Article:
Each week there was a letter from Tom, and it would be filled with enthusiasm and the vigor of his climb to the top. The letters were also filled with Tom's love for Kitty and their baby girl, Sandra.
Mark remembered Kitty's letters. A calm appraisal of Tom's effervescence. Kitty always kept Mark posted on Ellen's whereabouts until Ellen remarried.
In 1938 the world opened up for Mark Parker. There was a post to be filled in Berlin with American News Syndicate, and Mark was suddenly transformed from a "newspaper bum" into the respectability of a "foreign correspondent."
In this capacity Mark proved to be a talented journeyman. He was able to fill part of his desire for creativity by developing a style that labeled him as an individual—as Mark Parker and no one else. Mark was by no means a world-beater but he did have that one great instinct of a crack foreign correspondent: an ability to smell out a story in the making.
The world was a lark. He covered Europe, Asia, and Africa from one end to the other. He had a title, he was doing work he liked, his credit was good at Jose's Bar, James's Pub, Joe's and Jacques's Hideaway, and he had an inexhaustible list of candidates for his blonde-, brunette-, or redhead-of-the-month club.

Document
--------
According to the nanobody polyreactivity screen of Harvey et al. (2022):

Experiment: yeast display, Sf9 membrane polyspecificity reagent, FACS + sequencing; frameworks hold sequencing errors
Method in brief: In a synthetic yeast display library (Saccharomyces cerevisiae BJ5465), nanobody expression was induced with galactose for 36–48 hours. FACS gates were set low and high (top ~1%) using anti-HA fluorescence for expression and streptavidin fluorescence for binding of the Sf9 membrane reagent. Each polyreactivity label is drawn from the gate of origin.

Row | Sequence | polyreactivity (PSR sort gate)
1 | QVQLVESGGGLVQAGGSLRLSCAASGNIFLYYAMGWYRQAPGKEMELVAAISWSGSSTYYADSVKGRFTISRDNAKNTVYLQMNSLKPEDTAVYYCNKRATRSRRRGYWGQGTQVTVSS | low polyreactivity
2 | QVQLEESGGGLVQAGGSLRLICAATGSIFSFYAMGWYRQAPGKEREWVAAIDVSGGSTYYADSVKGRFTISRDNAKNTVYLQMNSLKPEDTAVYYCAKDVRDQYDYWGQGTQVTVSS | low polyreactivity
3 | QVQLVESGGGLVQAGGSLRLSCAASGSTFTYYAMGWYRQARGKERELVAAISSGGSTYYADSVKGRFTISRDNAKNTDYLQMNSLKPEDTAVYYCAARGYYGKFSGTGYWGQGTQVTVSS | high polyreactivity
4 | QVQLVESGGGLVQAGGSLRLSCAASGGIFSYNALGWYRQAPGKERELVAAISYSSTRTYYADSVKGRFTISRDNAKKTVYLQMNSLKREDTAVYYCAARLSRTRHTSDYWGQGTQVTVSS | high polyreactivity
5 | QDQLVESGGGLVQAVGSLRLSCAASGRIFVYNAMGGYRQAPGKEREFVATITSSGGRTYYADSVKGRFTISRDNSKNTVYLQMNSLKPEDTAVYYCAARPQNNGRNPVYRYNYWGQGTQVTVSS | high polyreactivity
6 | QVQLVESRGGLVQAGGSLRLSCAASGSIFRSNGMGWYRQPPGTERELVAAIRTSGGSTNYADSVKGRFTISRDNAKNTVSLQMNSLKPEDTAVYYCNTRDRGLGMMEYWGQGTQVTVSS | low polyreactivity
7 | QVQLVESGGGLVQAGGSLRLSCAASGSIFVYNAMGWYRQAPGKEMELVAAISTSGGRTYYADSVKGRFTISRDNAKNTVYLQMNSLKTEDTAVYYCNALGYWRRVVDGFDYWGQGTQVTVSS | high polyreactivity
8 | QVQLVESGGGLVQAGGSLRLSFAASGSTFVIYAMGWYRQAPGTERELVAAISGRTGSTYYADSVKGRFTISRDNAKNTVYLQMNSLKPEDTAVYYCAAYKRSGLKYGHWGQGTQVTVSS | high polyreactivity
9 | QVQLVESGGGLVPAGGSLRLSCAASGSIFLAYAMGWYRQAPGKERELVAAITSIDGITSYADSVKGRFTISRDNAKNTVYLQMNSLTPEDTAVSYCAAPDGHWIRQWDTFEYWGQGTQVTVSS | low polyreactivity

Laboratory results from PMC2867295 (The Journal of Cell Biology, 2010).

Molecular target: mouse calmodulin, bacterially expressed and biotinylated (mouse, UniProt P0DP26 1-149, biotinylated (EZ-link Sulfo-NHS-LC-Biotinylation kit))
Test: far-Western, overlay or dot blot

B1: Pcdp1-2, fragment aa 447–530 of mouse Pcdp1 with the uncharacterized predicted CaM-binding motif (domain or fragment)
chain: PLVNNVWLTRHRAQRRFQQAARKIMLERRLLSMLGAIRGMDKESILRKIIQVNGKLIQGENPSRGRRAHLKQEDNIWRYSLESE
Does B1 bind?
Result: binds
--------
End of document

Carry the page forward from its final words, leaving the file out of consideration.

When the war broke out Mark chased all over Europe. It was good to settle back in London for a few days where a stack of mail from Tom and Kitty would be waiting.
Early in 1942 Tom Fremont enlisted in the Marine Corps. He was killed at Guadalcanal.
Two months after Tom's death, their baby, Sandra, died of polio.
Mark took emergency leave to return home, but by the time he arrived Kitty Fremont had disappeared. He searched for her without success until he had to return to Europe. To all intents she had disappeared from the face of the earth. It was strange to Mark, but that sadness that he always saw in Kitty's eyes seemed like a fulfilled prophecy.
The moment the war was over he returned to look for her again, but the trail had grown cold.
In November of 1945, American News Syndicate recalled him to Europe to cover the war-crimes trials in Nuremberg. By now Mark was an established craftsman and bore the title, "distinguished" foreign correspondent. He stayed on, turning in a brilliant series, until the top Nazis were hanged, only a few months back.